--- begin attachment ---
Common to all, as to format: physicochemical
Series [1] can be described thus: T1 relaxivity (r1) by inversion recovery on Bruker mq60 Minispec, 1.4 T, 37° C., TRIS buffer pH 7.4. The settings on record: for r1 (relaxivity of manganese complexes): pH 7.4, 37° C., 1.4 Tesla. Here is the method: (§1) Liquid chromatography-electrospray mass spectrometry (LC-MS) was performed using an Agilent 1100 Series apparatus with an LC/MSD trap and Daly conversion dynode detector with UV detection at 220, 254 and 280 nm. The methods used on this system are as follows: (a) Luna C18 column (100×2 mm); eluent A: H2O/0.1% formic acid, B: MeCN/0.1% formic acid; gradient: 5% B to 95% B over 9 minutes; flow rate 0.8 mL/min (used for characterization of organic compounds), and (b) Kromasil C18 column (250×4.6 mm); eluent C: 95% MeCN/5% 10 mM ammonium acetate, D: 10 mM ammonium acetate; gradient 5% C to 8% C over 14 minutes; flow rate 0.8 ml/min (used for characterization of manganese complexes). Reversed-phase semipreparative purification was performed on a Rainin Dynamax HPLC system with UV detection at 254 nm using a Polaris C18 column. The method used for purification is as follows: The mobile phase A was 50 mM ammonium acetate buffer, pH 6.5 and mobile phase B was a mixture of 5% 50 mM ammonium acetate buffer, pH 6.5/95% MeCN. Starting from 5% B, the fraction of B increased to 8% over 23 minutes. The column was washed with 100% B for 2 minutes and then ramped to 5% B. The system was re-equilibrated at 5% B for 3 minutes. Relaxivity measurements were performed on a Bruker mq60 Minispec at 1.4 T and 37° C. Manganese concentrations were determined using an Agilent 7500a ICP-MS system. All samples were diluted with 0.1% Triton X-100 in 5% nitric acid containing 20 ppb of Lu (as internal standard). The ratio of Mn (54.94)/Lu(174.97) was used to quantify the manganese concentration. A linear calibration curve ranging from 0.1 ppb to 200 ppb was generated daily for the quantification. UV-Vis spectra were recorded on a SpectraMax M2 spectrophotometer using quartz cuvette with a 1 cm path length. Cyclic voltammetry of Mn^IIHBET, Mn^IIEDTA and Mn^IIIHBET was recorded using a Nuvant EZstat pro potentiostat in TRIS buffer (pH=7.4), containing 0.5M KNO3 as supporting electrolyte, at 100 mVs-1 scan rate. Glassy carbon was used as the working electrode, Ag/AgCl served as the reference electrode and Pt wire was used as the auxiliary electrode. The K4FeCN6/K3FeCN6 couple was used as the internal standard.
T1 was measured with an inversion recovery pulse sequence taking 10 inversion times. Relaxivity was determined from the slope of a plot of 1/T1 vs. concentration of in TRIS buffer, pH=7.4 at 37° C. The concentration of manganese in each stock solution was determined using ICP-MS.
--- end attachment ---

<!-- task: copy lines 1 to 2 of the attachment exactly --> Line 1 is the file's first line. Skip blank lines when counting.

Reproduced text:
Common to all, as to format: physicochemical
Series [1] can be described thus: T1 relaxivity (r1) by inversion recovery on Bruker mq60 Minispec, 1.4 T, 37° C., TRIS buffer pH 7.4. The settings on record: for r1 (relaxivity of manganese complexes): pH 7.4, 37° C., 1.4 Tesla. Here is the method: (§1) Liquid chromatography-electrospray mass spectrometry (LC-MS) was performed using an Agilent 1100 Series apparatus with an LC/MSD trap and Daly conversion dynode detector with UV detection at 220, 254 and 280 nm. The methods used on this system are as follows: (a) Luna C18 column (100×2 mm); eluent A: H2O/0.1% formic acid, B: MeCN/0.1% formic acid; gradient: 5% B to 95% B over 9 minutes; flow rate 0.8 mL/min (used for characterization of organic compounds), and (b) Kromasil C18 column (250×4.6 mm); eluent C: 95% MeCN/5% 10 mM ammonium acetate, D: 10 mM ammonium acetate; gradient 5% C to 8% C over 14 minutes; flow rate 0.8 ml/min (used for characterization of manganese complexes). Reversed-phase semipreparative purification was performed on a Rainin Dynamax HPLC system with UV detection at 254 nm using a Polaris C18 column. The method used for purification is as follows: The mobile phase A was 50 mM ammonium acetate buffer, pH 6.5 and mobile phase B was a mixture of 5% 50 mM ammonium acetate buffer, pH 6.5/95% MeCN. Starting from 5% B, the fraction of B increased to 8% over 23 minutes. The column was washed with 100% B for 2 minutes and then ramped to 5% B. The system was re-equilibrated at 5% B for 3 minutes. Relaxivity measurements were performed on a Bruker mq60 Minispec at 1.4 T and 37° C. Manganese concentrations were determined using an Agilent 7500a ICP-MS system. All samples were diluted with 0.1% Triton X-100 in 5% nitric acid containing 20 ppb of Lu (as internal standard). The ratio of Mn (54.94)/Lu(174.97) was used to quantify the manganese concentration. A linear calibration curve ranging from 0.1 ppb to 200 ppb was generated daily for the quantification. UV-Vis spectra were recorded on a SpectraMax M2 spectrophotometer using quartz cuvette with a 1 cm path length. Cyclic voltammetry of Mn^IIHBET, Mn^IIEDTA and Mn^IIIHBET was recorded using a Nuvant EZstat pro potentiostat in TRIS buffer (pH=7.4), containing 0.5M KNO3 as supporting electrolyte, at 100 mVs-1 scan rate. Glassy carbon was used as the working electrode, Ag/AgCl served as the reference electrode and Pt wire was used as the auxiliary electrode. The K4FeCN6/K3FeCN6 couple was used as the internal standard.